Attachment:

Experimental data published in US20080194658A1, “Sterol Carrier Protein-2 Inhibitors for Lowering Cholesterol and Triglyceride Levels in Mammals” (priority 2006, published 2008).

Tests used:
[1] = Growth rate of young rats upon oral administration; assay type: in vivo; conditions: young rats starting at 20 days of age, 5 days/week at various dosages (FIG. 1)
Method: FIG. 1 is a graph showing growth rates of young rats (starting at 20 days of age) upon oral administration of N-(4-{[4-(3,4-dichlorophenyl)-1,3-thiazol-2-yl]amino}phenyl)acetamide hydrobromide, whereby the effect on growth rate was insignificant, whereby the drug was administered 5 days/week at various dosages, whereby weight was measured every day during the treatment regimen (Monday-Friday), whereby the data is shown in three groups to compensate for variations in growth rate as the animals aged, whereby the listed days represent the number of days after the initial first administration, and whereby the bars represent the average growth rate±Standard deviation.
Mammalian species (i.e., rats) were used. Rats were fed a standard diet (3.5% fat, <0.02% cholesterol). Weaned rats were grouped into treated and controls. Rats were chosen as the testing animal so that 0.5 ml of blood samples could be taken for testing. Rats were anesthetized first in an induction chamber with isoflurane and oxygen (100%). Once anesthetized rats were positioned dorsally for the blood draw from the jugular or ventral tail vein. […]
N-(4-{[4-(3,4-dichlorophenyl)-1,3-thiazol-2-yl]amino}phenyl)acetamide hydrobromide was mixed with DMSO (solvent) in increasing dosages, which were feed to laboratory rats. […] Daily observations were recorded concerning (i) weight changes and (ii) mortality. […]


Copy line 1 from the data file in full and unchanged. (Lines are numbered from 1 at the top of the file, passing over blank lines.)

Experimental data published in US20080194658A1, “Sterol Carrier Protein-2 Inhibitors for Lowering Cholesterol and Triglyceride Levels in Mammals” (priority 2006, published 2008).